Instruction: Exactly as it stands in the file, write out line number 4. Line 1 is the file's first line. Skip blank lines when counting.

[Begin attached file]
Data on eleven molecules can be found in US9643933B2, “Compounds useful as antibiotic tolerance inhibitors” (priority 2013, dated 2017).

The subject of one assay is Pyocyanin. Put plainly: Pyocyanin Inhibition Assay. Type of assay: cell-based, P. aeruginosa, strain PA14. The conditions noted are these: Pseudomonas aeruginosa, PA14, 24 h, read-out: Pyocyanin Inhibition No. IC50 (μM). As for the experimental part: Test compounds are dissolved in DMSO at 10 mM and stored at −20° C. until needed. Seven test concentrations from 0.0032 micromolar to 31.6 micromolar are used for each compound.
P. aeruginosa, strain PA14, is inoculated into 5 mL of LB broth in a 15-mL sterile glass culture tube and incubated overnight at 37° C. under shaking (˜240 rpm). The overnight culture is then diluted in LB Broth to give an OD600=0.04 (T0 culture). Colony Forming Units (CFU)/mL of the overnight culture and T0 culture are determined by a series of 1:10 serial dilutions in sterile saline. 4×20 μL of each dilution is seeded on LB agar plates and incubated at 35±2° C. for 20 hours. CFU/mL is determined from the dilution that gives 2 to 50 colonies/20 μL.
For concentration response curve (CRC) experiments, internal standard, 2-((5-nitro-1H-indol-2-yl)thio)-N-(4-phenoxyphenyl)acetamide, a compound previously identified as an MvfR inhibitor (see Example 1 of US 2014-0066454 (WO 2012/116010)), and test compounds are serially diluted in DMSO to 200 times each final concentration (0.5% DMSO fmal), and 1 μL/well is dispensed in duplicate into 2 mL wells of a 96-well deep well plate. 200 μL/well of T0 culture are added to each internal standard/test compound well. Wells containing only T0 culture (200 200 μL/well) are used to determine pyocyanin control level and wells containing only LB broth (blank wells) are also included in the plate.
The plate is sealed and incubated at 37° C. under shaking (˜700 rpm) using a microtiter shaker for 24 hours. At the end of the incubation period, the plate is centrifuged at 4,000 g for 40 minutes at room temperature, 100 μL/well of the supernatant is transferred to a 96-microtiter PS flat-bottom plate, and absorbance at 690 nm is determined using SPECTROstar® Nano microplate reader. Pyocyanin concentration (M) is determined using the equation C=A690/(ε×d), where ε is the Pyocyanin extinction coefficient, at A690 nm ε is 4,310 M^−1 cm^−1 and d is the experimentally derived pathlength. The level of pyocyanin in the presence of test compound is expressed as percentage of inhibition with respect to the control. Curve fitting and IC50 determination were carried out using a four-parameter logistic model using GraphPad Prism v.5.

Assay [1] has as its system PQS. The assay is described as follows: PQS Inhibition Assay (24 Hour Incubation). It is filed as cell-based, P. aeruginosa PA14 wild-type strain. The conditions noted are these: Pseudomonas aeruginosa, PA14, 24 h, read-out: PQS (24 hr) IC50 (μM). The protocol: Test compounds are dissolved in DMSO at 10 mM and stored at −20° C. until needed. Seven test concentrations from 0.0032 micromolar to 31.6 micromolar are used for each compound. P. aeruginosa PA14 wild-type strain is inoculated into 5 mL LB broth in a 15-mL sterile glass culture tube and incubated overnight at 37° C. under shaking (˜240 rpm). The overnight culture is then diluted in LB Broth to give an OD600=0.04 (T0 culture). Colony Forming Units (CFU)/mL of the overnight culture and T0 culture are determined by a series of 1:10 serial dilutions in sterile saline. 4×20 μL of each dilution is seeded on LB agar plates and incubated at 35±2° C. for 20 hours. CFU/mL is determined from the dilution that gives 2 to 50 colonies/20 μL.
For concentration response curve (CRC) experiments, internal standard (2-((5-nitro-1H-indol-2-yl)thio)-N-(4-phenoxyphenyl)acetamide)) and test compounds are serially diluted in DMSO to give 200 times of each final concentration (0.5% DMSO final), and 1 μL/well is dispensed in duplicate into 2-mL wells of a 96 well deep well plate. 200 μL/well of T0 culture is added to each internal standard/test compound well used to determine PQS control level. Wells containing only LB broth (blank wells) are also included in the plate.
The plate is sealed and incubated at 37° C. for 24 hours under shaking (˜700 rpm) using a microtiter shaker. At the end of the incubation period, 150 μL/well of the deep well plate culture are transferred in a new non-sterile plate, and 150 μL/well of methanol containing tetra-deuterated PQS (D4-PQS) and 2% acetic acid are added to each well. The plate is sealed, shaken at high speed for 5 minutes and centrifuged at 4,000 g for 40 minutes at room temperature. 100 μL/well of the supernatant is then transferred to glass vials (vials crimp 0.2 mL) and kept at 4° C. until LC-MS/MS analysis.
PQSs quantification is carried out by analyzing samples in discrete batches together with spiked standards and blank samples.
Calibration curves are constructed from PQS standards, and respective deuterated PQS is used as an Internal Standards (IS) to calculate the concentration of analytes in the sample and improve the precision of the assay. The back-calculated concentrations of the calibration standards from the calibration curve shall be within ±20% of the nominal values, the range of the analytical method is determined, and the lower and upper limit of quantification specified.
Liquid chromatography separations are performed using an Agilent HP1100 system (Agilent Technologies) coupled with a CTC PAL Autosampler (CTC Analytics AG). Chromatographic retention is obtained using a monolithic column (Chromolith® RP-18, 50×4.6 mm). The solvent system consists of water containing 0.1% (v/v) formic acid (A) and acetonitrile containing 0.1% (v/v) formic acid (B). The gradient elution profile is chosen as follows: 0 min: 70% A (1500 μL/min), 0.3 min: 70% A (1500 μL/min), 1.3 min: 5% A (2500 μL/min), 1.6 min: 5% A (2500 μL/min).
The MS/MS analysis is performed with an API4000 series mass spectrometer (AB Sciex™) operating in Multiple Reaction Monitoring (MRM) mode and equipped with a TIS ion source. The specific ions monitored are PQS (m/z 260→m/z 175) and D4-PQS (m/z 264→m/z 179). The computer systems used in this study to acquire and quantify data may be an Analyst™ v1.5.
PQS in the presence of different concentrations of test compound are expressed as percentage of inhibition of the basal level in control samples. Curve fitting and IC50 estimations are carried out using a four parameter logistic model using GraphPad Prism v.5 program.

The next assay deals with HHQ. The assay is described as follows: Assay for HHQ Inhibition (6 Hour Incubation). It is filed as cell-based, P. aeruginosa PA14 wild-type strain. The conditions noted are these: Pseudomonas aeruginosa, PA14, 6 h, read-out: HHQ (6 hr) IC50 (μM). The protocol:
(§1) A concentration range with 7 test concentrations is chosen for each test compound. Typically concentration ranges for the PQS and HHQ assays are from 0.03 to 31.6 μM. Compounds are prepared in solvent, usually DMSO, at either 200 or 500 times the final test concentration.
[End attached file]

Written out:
For concentration response curve (CRC) experiments, internal standard, 2-((5-nitro-1H-indol-2-yl)thio)-N-(4-phenoxyphenyl)acetamide, a compound previously identified as an MvfR inhibitor (see Example 1 of US 2014-0066454 (WO 2012/116010)), and test compounds are serially diluted in DMSO to 200 times each final concentration (0.5% DMSO fmal), and 1 μL/well is dispensed in duplicate into 2 mL wells of a 96-well deep well plate. 200 μL/well of T0 culture are added to each internal standard/test compound well. Wells containing only T0 culture (200 200 μL/well) are used to determine pyocyanin control level and wells containing only LB broth (blank wells) are also included in the plate.